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The founding members of the Association of Southeast Asian Nations, or ASEAN (Indonesia, Malaysia, the Philippines, Singapore and Thailand), have all experienced remarkable economic growth since the organization was founded, in 1967. Singapore alone went from a gross domestic product (GDP) of $1.3 billion to $239.7 billion in 2011. It now has the highest per capita income of any country on the planet.
And while the other original ASEAN countries may not be as prosperous as Singapore, they are enjoying growth rates unheard of in the rest of the world. Malaysia’s GDP grew 5.6 percent in 2012, and Indonesia’s grew 6.4 percent, compared with the United States’ 2.2 percent.
However, wages in Southeast Asia (except Singapore) are among the lowest globally.
A worker in Indonesia makes an average of $113 a month, about one-half of what a worker now makes in China. Low wages are leading to increased union mobilization across Southeast Asia, and strikes are increasingly common. Some politicians have responded by establishing higher minimum wages and better worker protections. Indonesia and Thailand increased the minimum wage in 2012, while Malaysia set a minimum wage for the first time in May of that year.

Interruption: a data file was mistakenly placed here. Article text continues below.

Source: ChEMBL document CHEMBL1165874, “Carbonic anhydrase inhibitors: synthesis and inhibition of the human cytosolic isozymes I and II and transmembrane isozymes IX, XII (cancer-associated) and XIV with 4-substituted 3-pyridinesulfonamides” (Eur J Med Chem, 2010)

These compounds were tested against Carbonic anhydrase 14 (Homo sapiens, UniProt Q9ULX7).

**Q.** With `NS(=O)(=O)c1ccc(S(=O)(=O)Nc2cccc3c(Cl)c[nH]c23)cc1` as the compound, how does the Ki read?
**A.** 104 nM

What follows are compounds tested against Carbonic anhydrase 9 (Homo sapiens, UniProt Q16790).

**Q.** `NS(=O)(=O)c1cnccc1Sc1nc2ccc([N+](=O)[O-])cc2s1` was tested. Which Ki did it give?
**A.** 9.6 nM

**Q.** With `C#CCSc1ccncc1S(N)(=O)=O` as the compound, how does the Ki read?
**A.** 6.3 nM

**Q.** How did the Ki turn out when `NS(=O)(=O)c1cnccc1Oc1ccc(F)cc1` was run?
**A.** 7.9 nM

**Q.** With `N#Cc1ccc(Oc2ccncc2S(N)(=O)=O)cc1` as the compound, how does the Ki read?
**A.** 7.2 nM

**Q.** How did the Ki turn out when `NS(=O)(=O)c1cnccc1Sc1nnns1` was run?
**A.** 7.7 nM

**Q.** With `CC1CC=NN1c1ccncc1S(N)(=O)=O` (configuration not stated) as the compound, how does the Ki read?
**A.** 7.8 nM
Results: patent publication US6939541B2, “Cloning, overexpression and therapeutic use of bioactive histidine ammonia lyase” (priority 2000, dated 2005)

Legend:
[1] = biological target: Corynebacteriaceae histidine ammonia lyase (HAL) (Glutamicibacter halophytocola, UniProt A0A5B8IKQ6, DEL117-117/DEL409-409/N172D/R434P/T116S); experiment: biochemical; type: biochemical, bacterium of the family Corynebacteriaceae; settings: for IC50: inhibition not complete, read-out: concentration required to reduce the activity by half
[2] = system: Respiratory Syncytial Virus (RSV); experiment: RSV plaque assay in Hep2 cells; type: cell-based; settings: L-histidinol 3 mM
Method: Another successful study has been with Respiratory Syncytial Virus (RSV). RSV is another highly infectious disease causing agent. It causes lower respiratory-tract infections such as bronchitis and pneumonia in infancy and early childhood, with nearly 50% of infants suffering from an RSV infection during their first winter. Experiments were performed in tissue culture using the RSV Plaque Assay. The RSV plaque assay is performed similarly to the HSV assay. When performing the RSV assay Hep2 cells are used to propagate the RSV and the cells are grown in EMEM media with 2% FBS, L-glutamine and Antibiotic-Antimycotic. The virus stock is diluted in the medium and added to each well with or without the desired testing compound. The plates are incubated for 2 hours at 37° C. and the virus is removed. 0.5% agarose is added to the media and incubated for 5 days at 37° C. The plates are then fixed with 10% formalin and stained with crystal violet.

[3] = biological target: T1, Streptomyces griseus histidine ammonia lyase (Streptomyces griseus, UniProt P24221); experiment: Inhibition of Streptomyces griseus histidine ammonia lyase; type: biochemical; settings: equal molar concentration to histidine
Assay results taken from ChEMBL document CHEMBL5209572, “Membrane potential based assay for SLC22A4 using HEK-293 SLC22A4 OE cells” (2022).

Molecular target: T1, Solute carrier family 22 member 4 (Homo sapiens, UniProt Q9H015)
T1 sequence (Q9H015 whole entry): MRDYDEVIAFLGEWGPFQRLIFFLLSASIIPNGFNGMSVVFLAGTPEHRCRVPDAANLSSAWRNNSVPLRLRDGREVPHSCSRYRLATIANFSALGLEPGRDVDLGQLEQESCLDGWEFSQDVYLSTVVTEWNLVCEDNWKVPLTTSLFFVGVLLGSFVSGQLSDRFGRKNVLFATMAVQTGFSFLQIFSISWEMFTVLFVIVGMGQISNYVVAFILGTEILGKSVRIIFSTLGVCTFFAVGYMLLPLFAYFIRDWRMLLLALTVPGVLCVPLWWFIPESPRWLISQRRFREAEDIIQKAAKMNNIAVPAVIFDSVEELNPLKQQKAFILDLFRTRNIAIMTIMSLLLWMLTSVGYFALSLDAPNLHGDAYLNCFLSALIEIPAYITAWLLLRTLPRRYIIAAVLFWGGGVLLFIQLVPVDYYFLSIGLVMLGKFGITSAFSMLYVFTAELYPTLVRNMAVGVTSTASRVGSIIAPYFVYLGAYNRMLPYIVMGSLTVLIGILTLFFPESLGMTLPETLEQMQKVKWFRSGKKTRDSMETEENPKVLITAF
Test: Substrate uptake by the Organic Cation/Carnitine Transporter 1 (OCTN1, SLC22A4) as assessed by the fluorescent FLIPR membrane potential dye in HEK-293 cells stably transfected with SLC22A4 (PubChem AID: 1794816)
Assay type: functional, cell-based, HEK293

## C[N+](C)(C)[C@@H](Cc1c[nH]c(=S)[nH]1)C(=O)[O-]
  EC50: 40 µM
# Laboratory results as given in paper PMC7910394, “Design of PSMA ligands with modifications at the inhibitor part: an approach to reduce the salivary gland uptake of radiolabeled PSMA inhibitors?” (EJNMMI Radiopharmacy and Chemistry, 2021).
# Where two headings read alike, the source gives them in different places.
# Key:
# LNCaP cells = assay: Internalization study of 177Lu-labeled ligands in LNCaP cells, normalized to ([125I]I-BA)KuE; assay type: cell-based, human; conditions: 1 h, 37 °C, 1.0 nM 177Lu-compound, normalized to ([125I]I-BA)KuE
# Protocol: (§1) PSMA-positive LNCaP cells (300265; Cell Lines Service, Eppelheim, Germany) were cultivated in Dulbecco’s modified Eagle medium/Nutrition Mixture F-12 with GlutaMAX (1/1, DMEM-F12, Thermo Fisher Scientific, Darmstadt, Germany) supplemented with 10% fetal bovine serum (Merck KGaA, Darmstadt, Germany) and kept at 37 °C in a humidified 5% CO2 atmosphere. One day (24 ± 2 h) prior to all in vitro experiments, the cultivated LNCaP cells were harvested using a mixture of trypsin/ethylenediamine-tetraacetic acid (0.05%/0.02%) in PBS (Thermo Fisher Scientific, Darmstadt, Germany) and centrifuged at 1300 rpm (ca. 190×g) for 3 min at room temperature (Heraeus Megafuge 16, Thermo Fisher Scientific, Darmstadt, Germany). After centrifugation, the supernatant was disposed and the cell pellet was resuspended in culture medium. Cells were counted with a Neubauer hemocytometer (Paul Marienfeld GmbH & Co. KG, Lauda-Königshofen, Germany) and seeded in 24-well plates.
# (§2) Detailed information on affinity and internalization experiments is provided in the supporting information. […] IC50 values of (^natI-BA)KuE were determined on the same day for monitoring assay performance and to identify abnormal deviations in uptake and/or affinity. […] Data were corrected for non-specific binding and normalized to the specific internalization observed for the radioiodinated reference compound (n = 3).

As wages rise, so does the purchasing power of young workers. Apart from Singapore and Thailand, Southeast Asian countries are not yet plagued by the “graying” workforce that has emerged in Japan, Korea and even China. The average age of Philippines workers is 25; in China it’s 37. A young, wealthy workforce is more willing to spend wages on consumption, further boosting economic growth.
But what can an American or European HR manager expect when looking to hire in these countries? A lack of skilled labor is the first pitfall. For example, in Indonesia less than 9 percent of workers have a formal university education, and less than one-third have completed primary school. Even Southeast Asian employees with sufficient education often lack so-called soft skills—e.g., the abilities to communicate well, to solve problems and to show initiative. Rarely will a Thai employee question a superior, for example, even if the superior is clearly using an ineffective approach to solve a problem.
As a result, local workers with the right combination of education and skills are highly sought after, and the competition for them is fierce.
Labor Unrest in Indonesia